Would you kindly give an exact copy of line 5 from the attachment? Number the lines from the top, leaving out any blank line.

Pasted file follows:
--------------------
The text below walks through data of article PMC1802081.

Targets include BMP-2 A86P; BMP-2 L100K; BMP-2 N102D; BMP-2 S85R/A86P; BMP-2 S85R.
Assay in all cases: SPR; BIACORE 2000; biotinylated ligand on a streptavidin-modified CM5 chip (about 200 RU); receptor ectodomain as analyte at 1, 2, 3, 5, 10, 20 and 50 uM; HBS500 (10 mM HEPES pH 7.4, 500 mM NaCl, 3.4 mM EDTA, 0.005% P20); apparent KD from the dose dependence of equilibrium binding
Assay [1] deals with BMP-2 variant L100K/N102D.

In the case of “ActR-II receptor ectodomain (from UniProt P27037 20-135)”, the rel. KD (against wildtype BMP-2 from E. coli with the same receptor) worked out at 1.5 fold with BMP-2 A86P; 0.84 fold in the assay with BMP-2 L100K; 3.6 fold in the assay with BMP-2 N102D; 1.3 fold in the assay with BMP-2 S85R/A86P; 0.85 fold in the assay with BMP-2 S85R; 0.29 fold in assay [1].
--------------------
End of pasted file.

In the case of “ActR-II receptor ectodomain (from UniProt P27037 20-135)”, the rel. KD (against wildtype BMP-2 from E. coli with the same receptor) worked out at 1.5 fold with BMP-2 A86P; 0.84 fold in the assay with BMP-2 L100K; 3.6 fold in the assay with BMP-2 N102D; 1.3 fold in the assay with BMP-2 S85R/A86P; 0.85 fold in the assay with BMP-2 S85R; 0.29 fold in assay [1].